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The Many Benefits of Exercise as we Age

The Many Benefits of Exercise as we Age

FROM: The New Zealand Register of Exercise Professionals (REPs)

With the recent release of the Ministry of Health’s Healthy Ageing Strategy there is an increased focus on living not just longer but maintaining health and wellbeing by creating opportunities in a range of areas for older people.

While medical care and access to medical services is an important part of the strategy, the focus is also on developing communities, encouraging active and connected lives and preventative services.

The Healthy Ageing Strategy vision is that “older people live well, age well, and have a respectful end of life in age-friendly communities”, it seeks to maximise health and wellbeing for all older people.

However, adults aged 65 years and over are more likely to be sedentary than those under 65 years. These activity rates decline even more as adults aged 75 years and over, are less likely to be physically active than those under 75 years.

Older adults that are not active are missing out on many of the benefits of being active, and it’s not just about being able to live a full life. There are very real benefits to all aspects of life that sedentary older adults are missing out on through their inactivity.

Any physical activity is better than none at al. It can be as simple as aiming to sit less and get out and about more, adding movement into everyday tasks, as well as seeking opportunities for more structured exercise.

Many exercise facilities, recreation centres and pools offer classes and sessions that are most suitable for the older exerciser.

While exercising can be added to regular tasks, the advantages of getting involved with a facility or group are many including being able to access expert advice, and it has been proven that spending time with others adds to our sense of wellbeing.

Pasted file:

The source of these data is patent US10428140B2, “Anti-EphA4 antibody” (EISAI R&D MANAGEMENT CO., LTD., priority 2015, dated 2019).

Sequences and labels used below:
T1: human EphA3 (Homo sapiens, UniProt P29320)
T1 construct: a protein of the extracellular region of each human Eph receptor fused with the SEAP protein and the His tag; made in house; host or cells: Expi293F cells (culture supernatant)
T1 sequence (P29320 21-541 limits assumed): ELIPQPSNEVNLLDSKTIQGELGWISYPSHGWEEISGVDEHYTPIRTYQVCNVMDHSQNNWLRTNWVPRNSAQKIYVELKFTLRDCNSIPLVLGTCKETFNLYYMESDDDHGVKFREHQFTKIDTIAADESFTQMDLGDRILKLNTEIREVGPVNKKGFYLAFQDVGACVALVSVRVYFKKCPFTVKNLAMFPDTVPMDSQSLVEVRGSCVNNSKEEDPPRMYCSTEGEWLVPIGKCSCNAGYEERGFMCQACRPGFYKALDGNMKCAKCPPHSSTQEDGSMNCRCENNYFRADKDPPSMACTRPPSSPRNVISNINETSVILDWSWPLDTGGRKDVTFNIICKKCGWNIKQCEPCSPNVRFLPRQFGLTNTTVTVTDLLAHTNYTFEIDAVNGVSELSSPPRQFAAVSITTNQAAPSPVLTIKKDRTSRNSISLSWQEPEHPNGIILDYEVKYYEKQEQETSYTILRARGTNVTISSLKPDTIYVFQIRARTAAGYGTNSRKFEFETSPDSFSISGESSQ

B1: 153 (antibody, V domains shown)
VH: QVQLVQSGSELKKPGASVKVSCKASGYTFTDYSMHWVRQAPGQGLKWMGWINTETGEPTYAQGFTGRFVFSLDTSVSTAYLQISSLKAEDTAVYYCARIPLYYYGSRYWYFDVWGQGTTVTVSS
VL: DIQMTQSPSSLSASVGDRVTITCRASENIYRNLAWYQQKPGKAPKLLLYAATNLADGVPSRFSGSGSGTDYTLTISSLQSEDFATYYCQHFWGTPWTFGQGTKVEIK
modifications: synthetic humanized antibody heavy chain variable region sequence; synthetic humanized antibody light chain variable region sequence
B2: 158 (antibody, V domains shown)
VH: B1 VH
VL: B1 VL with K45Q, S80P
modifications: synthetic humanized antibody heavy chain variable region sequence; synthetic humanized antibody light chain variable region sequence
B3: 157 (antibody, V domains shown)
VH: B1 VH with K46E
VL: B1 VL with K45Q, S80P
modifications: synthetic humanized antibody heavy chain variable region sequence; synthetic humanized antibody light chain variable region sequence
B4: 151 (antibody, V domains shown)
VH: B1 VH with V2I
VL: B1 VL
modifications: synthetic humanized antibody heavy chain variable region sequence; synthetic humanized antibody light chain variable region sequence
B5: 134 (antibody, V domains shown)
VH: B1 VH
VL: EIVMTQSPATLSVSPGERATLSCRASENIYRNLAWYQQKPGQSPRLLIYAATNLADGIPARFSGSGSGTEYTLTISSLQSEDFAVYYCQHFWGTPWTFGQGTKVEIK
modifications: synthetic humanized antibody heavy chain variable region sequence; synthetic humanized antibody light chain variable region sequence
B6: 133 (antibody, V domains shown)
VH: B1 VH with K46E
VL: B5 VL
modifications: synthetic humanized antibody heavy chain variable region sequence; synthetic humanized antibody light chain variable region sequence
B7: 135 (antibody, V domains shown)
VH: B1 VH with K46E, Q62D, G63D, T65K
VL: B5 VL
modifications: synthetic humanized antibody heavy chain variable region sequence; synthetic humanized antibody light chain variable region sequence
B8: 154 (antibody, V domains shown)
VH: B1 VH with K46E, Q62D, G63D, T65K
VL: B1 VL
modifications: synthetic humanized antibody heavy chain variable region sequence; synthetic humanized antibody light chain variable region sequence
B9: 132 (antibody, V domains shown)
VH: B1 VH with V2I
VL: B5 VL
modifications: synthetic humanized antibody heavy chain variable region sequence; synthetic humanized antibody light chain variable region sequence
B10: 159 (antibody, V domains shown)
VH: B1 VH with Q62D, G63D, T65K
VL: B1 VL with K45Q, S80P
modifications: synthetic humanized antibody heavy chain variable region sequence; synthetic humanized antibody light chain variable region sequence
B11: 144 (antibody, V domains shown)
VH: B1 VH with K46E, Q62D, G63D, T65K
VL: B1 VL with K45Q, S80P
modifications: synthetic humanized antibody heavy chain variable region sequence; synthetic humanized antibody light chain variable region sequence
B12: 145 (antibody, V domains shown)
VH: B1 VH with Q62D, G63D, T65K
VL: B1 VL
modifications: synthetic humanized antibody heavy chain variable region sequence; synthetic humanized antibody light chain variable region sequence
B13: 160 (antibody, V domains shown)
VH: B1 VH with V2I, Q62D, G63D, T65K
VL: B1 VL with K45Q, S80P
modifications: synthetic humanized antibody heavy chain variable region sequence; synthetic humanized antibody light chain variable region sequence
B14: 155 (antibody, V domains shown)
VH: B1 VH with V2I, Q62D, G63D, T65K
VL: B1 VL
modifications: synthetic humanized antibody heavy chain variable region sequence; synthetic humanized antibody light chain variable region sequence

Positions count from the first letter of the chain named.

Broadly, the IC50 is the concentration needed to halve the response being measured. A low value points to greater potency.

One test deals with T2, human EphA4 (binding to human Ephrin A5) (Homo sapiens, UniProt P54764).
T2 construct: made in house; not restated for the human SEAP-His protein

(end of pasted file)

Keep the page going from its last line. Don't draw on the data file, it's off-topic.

A range of physical activities is best, allowing variety and benefits across a range of activity areas.
Anything that gets your heart rate up and makes your breathing heavier will have a positive effect on aerobic levels and heart health. Balance exercises will help prevent falls, and strength exercises can assist with maintaining posture and help with daily tasks.

If you are a senior and new to exercising, it is wise to start off slowly. Do speak to your doctor before starting or increasing physical activity. They are likely to be supportive of your increased activity, and can offer advice on making sure any medical conditions or injuries are managed.

The Ministry of Health suggest older adults do 30 minutes of moderate physical activity on 5 days or more per week. They have several resources available at their website to help you on your way to physical activity as an older adult.

References:

https://www.health.govt.nz/publication/guidelines-physical-activity-older-people-aged-65-years-and-over

http://www.health.govt.nz/publication/healthy-ageing-strategy

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